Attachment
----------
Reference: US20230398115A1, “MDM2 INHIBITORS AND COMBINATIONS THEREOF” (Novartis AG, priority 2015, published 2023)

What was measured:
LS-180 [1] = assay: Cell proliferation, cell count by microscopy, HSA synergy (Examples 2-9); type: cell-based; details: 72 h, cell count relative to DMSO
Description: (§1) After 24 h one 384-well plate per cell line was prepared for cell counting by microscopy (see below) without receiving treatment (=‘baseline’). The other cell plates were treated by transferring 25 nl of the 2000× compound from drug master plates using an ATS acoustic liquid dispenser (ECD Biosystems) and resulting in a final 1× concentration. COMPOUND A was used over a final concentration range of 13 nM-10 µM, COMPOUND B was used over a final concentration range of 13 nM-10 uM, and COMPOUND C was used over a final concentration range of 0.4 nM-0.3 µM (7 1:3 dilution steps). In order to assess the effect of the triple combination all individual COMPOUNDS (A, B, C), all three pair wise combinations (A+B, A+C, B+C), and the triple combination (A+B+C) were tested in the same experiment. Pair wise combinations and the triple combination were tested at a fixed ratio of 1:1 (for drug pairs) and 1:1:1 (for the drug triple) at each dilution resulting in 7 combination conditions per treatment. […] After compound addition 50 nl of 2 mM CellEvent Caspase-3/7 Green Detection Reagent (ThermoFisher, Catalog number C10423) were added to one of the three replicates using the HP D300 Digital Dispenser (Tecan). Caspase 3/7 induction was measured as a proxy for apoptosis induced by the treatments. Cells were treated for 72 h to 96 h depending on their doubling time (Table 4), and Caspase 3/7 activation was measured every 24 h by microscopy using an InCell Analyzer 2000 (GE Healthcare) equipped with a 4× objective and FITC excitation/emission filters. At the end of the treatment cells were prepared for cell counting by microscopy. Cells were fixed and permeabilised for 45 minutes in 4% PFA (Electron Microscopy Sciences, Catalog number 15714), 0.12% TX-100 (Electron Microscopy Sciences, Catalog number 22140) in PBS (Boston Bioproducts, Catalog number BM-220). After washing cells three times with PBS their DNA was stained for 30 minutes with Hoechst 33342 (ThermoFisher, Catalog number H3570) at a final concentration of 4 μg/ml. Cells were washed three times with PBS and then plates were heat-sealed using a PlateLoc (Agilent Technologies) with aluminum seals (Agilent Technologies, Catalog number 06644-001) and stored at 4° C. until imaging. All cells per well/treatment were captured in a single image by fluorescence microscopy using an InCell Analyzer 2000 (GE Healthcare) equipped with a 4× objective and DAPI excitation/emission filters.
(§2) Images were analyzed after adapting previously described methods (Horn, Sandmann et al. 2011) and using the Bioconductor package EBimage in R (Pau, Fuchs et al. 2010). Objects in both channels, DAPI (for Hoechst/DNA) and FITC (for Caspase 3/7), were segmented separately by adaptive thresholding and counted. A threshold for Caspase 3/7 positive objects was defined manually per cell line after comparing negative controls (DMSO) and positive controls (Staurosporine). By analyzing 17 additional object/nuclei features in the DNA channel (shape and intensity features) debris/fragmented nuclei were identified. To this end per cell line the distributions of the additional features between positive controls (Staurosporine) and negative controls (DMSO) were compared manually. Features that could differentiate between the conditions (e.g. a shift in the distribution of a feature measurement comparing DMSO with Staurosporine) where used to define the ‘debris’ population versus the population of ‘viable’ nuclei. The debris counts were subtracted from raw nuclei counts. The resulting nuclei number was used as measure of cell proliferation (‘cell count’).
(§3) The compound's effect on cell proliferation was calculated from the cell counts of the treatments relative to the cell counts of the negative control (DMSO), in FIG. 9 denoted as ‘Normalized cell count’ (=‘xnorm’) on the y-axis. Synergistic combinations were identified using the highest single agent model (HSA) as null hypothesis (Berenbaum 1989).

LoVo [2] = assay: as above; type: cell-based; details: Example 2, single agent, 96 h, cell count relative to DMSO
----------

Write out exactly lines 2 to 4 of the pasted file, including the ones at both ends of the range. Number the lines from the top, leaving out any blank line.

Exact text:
What was measured:
LS-180 [1] = assay: Cell proliferation, cell count by microscopy, HSA synergy (Examples 2-9); type: cell-based; details: 72 h, cell count relative to DMSO
Description: (§1) After 24 h one 384-well plate per cell line was prepared for cell counting by microscopy (see below) without receiving treatment (=‘baseline’). The other cell plates were treated by transferring 25 nl of the 2000× compound from drug master plates using an ATS acoustic liquid dispenser (ECD Biosystems) and resulting in a final 1× concentration. COMPOUND A was used over a final concentration range of 13 nM-10 µM, COMPOUND B was used over a final concentration range of 13 nM-10 uM, and COMPOUND C was used over a final concentration range of 0.4 nM-0.3 µM (7 1:3 dilution steps). In order to assess the effect of the triple combination all individual COMPOUNDS (A, B, C), all three pair wise combinations (A+B, A+C, B+C), and the triple combination (A+B+C) were tested in the same experiment. Pair wise combinations and the triple combination were tested at a fixed ratio of 1:1 (for drug pairs) and 1:1:1 (for the drug triple) at each dilution resulting in 7 combination conditions per treatment. […] After compound addition 50 nl of 2 mM CellEvent Caspase-3/7 Green Detection Reagent (ThermoFisher, Catalog number C10423) were added to one of the three replicates using the HP D300 Digital Dispenser (Tecan). Caspase 3/7 induction was measured as a proxy for apoptosis induced by the treatments. Cells were treated for 72 h to 96 h depending on their doubling time (Table 4), and Caspase 3/7 activation was measured every 24 h by microscopy using an InCell Analyzer 2000 (GE Healthcare) equipped with a 4× objective and FITC excitation/emission filters. At the end of the treatment cells were prepared for cell counting by microscopy. Cells were fixed and permeabilised for 45 minutes in 4% PFA (Electron Microscopy Sciences, Catalog number 15714), 0.12% TX-100 (Electron Microscopy Sciences, Catalog number 22140) in PBS (Boston Bioproducts, Catalog number BM-220). After washing cells three times with PBS their DNA was stained for 30 minutes with Hoechst 33342 (ThermoFisher, Catalog number H3570) at a final concentration of 4 μg/ml. Cells were washed three times with PBS and then plates were heat-sealed using a PlateLoc (Agilent Technologies) with aluminum seals (Agilent Technologies, Catalog number 06644-001) and stored at 4° C. until imaging. All cells per well/treatment were captured in a single image by fluorescence microscopy using an InCell Analyzer 2000 (GE Healthcare) equipped with a 4× objective and DAPI excitation/emission filters.